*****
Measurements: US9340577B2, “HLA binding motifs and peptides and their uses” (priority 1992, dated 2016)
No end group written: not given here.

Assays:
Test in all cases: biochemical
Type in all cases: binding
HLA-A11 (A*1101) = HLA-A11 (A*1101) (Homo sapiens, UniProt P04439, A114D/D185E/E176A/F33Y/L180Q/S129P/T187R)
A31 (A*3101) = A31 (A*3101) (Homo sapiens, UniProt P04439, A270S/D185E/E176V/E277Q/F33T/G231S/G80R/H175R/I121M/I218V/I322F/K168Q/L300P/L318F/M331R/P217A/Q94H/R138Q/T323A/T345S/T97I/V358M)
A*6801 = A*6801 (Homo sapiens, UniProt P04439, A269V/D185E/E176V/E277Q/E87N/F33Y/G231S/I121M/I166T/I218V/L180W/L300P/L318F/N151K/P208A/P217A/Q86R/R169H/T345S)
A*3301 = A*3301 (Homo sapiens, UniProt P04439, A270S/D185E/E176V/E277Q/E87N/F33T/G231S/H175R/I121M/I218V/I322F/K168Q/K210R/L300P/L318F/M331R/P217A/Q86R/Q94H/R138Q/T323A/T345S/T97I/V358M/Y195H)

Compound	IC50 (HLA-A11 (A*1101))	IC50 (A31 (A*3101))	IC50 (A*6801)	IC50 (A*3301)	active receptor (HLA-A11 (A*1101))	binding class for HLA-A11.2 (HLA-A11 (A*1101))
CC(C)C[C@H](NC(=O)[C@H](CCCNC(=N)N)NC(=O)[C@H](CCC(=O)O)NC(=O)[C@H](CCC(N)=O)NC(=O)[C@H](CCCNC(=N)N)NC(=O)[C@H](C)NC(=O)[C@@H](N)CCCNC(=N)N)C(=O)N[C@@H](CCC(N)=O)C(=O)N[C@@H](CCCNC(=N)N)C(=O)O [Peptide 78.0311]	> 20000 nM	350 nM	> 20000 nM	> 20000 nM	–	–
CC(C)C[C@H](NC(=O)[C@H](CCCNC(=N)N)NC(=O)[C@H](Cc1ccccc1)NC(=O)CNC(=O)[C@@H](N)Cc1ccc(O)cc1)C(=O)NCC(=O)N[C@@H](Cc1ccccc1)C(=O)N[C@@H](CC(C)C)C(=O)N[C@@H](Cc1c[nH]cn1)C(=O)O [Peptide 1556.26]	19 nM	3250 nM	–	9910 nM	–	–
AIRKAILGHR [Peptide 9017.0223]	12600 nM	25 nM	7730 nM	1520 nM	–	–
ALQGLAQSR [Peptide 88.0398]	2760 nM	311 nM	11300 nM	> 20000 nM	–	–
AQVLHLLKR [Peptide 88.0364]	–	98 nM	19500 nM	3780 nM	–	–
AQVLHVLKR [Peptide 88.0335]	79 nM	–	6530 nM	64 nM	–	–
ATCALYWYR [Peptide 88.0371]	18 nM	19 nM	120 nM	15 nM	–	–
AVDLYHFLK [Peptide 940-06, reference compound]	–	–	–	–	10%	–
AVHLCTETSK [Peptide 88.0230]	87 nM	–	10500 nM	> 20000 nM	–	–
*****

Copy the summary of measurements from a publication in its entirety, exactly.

Measurements: US9340577B2, “HLA binding motifs and peptides and their uses” (priority 1992, dated 2016)
No end group written: not given here.

Assays:
Test in all cases: biochemical
Type in all cases: binding
HLA-A11 (A*1101) = HLA-A11 (A*1101) (Homo sapiens, UniProt P04439, A114D/D185E/E176A/F33Y/L180Q/S129P/T187R)
A31 (A*3101) = A31 (A*3101) (Homo sapiens, UniProt P04439, A270S/D185E/E176V/E277Q/F33T/G231S/G80R/H175R/I121M/I218V/I322F/K168Q/L300P/L318F/M331R/P217A/Q94H/R138Q/T323A/T345S/T97I/V358M)
A*6801 = A*6801 (Homo sapiens, UniProt P04439, A269V/D185E/E176V/E277Q/E87N/F33Y/G231S/I121M/I166T/I218V/L180W/L300P/L318F/N151K/P208A/P217A/Q86R/R169H/T345S)
A*3301 = A*3301 (Homo sapiens, UniProt P04439, A270S/D185E/E176V/E277Q/E87N/F33T/G231S/H175R/I121M/I218V/I322F/K168Q/K210R/L300P/L318F/M331R/P217A/Q86R/Q94H/R138Q/T323A/T345S/T97I/V358M/Y195H)

Compound	IC50 (HLA-A11 (A*1101))	IC50 (A31 (A*3101))	IC50 (A*6801)	IC50 (A*3301)	active receptor (HLA-A11 (A*1101))	binding class for HLA-A11.2 (HLA-A11 (A*1101))
CC(C)C[C@H](NC(=O)[C@H](CCCNC(=N)N)NC(=O)[C@H](CCC(=O)O)NC(=O)[C@H](CCC(N)=O)NC(=O)[C@H](CCCNC(=N)N)NC(=O)[C@H](C)NC(=O)[C@@H](N)CCCNC(=N)N)C(=O)N[C@@H](CCC(N)=O)C(=O)N[C@@H](CCCNC(=N)N)C(=O)O [Peptide 78.0311]	> 20000 nM	350 nM	> 20000 nM	> 20000 nM	–	–
CC(C)C[C@H](NC(=O)[C@H](CCCNC(=N)N)NC(=O)[C@H](Cc1ccccc1)NC(=O)CNC(=O)[C@@H](N)Cc1ccc(O)cc1)C(=O)NCC(=O)N[C@@H](Cc1ccccc1)C(=O)N[C@@H](CC(C)C)C(=O)N[C@@H](Cc1c[nH]cn1)C(=O)O [Peptide 1556.26]	19 nM	3250 nM	–	9910 nM	–	–
AIRKAILGHR [Peptide 9017.0223]	12600 nM	25 nM	7730 nM	1520 nM	–	–
ALQGLAQSR [Peptide 88.0398]	2760 nM	311 nM	11300 nM	> 20000 nM	–	–
AQVLHLLKR [Peptide 88.0364]	–	98 nM	19500 nM	3780 nM	–	–
AQVLHVLKR [Peptide 88.0335]	79 nM	–	6530 nM	64 nM	–	–
ATCALYWYR [Peptide 88.0371]	18 nM	19 nM	120 nM	15 nM	–	–
AVDLYHFLK [Peptide 940-06, reference compound]	–	–	–	–	10%	–
AVHLCTETSK [Peptide 88.0230]	87 nM	–	10500 nM	> 20000 nM	–	–